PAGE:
Yes, what a magnificent drone!
I grew up playing and loving tennis, but the reason I don't watch much tennis anymore is because, by now, criticizing the lack of personality in tennis would be like criticizing the sense of humor on an oak tree. Tennis is so far removed from having personality that it seems absurd to even ask for it. But as someone that once cared about tennis, I think of it as a game that can give birth to personalities, rather than render them irrelevant.
On that front, Federer's not part of the problem; he personifies it.
Over the years, appreciating Federer's aesthetics became a badge of sophistication among tennis fans. Part of the credit there probably goes to David Foster Wallace, and his Federer essay that might be best work of sportswriting this century. In that loving tribute to Federer, the blank canvas that is his personality recedes, and instead we marvel at the aesthetics of his game with DFW as our masterful tour guide. It's good stuff.
Likewise, as the years passed, rather than focus on what he didn't have (personality), columnists and fans began to focus on what he did better than anyone else. Whether this came with our increased familiarity or David Foster Wallace's essay is up for debate, but eventually, Federer became an icon despite himself. By the same token, anyone who couldn't appreciate his brilliance clearly needed to read the Wallace essay.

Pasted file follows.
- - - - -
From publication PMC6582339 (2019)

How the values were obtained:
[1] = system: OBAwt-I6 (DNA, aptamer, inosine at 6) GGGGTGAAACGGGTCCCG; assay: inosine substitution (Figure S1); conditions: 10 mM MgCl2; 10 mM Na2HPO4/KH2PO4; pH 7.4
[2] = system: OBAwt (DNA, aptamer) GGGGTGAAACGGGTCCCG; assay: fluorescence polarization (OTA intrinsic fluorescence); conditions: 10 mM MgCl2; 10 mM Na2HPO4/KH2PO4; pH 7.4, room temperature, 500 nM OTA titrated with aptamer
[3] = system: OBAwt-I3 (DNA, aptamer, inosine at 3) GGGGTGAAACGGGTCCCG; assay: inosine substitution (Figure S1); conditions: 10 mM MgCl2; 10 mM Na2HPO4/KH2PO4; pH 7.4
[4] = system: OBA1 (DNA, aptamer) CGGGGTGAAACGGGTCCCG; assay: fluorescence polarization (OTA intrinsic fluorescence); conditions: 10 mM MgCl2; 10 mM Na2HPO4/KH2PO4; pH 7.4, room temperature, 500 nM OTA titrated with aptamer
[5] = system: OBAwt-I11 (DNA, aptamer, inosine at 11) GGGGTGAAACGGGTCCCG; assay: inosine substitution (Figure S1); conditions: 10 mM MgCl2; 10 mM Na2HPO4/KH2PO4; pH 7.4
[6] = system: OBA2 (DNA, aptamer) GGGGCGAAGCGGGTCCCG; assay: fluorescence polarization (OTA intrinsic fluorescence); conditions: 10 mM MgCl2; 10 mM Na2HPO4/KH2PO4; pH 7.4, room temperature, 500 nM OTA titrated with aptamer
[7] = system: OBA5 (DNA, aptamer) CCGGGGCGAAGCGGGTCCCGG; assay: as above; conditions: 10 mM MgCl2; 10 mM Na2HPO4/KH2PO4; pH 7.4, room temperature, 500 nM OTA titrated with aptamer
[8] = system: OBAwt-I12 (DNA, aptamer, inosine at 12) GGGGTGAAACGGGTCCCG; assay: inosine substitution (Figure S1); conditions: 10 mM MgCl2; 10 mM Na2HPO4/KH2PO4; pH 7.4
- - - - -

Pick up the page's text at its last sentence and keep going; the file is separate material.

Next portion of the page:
"Then you'll understand," said the condescending converts.
And his game was pretty much perfect, sure. But watching his star fade to the twilight on Wednesday, and listening to people get sentimental over the most unsentimental superstar of this generation, it didn't make me miss Roger Federer. If anything, it made me miss Wallace, the writer who could breathe life into an oak tree and make us misty watching it fall.
...But as far as Federer and tennis are concerned, aren't we still talking about an oak tree?
With that, let's get into a quick edition of Talking Points...
Reliving The Best Baseball Movie Of All TIme. Fine, some may prefer Field of Dreams, to which I can only counter with Willie Mays Hayes, Roger Dorn, Lou Brown, Harry Doyle, Pedro Cerrano and Rick Vaughn. With all due respect to Moonlight Graham, those are some of the best sports movie characters of all time. So really, there's never enough opportunities to relive that movie, with Sports Illustrated's latest offering giving us as good an excuse as any.
As a bonus, here's an old school trailer: